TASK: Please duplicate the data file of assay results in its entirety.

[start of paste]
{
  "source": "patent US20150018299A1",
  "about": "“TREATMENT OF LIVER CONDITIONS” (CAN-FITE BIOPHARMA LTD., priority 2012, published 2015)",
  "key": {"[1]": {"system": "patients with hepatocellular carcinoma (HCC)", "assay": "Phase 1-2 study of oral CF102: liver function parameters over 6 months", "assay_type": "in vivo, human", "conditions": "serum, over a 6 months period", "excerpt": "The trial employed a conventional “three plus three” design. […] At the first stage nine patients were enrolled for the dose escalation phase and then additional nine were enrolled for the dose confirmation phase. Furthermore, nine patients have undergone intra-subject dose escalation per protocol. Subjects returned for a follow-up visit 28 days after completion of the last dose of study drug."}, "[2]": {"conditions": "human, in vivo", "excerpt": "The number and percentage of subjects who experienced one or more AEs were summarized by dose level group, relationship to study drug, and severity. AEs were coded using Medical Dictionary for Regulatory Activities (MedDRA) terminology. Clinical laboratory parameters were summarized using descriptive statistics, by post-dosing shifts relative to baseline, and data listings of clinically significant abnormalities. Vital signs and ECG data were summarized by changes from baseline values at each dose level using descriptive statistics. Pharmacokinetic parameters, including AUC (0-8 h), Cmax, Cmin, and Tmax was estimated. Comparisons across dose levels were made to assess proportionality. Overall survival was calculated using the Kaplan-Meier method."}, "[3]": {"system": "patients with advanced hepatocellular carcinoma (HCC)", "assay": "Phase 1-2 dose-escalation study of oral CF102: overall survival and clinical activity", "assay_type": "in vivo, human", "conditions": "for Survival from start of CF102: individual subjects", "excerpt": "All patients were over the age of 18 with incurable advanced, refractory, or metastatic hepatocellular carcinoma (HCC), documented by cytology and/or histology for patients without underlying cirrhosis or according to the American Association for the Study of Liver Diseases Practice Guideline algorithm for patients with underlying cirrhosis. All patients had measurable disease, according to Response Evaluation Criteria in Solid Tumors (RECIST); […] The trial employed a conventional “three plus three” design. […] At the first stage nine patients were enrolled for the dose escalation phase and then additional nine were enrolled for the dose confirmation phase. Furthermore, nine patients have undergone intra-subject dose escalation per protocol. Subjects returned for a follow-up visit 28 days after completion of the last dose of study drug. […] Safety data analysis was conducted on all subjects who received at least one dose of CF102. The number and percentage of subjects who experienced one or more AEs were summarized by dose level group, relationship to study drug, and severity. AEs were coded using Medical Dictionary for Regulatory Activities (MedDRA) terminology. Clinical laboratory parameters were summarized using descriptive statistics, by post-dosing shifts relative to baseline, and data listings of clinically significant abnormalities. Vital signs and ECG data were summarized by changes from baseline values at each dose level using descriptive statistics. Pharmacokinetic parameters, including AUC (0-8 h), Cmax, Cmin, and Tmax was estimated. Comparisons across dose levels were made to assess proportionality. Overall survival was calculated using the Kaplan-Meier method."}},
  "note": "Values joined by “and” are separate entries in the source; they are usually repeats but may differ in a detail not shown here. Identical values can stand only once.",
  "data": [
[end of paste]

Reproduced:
{
  "source": "patent US20150018299A1",
  "about": "“TREATMENT OF LIVER CONDITIONS” (CAN-FITE BIOPHARMA LTD., priority 2012, published 2015)",
  "key": {"[1]": {"system": "patients with hepatocellular carcinoma (HCC)", "assay": "Phase 1-2 study of oral CF102: liver function parameters over 6 months", "assay_type": "in vivo, human", "conditions": "serum, over a 6 months period", "excerpt": "The trial employed a conventional “three plus three” design. […] At the first stage nine patients were enrolled for the dose escalation phase and then additional nine were enrolled for the dose confirmation phase. Furthermore, nine patients have undergone intra-subject dose escalation per protocol. Subjects returned for a follow-up visit 28 days after completion of the last dose of study drug."}, "[2]": {"conditions": "human, in vivo", "excerpt": "The number and percentage of subjects who experienced one or more AEs were summarized by dose level group, relationship to study drug, and severity. AEs were coded using Medical Dictionary for Regulatory Activities (MedDRA) terminology. Clinical laboratory parameters were summarized using descriptive statistics, by post-dosing shifts relative to baseline, and data listings of clinically significant abnormalities. Vital signs and ECG data were summarized by changes from baseline values at each dose level using descriptive statistics. Pharmacokinetic parameters, including AUC (0-8 h), Cmax, Cmin, and Tmax was estimated. Comparisons across dose levels were made to assess proportionality. Overall survival was calculated using the Kaplan-Meier method."}, "[3]": {"system": "patients with advanced hepatocellular carcinoma (HCC)", "assay": "Phase 1-2 dose-escalation study of oral CF102: overall survival and clinical activity", "assay_type": "in vivo, human", "conditions": "for Survival from start of CF102: individual subjects", "excerpt": "All patients were over the age of 18 with incurable advanced, refractory, or metastatic hepatocellular carcinoma (HCC), documented by cytology and/or histology for patients without underlying cirrhosis or according to the American Association for the Study of Liver Diseases Practice Guideline algorithm for patients with underlying cirrhosis. All patients had measurable disease, according to Response Evaluation Criteria in Solid Tumors (RECIST); […] The trial employed a conventional “three plus three” design. […] At the first stage nine patients were enrolled for the dose escalation phase and then additional nine were enrolled for the dose confirmation phase. Furthermore, nine patients have undergone intra-subject dose escalation per protocol. Subjects returned for a follow-up visit 28 days after completion of the last dose of study drug. […] Safety data analysis was conducted on all subjects who received at least one dose of CF102. The number and percentage of subjects who experienced one or more AEs were summarized by dose level group, relationship to study drug, and severity. AEs were coded using Medical Dictionary for Regulatory Activities (MedDRA) terminology. Clinical laboratory parameters were summarized using descriptive statistics, by post-dosing shifts relative to baseline, and data listings of clinically significant abnormalities. Vital signs and ECG data were summarized by changes from baseline values at each dose level using descriptive statistics. Pharmacokinetic parameters, including AUC (0-8 h), Cmax, Cmin, and Tmax was estimated. Comparisons across dose levels were made to assess proportionality. Overall survival was calculated using the Kaplan-Meier method."}},
  "note": "Values joined by “and” are separate entries in the source; they are usually repeats but may differ in a detail not shown here. Identical values can stand only once.",
  "data": [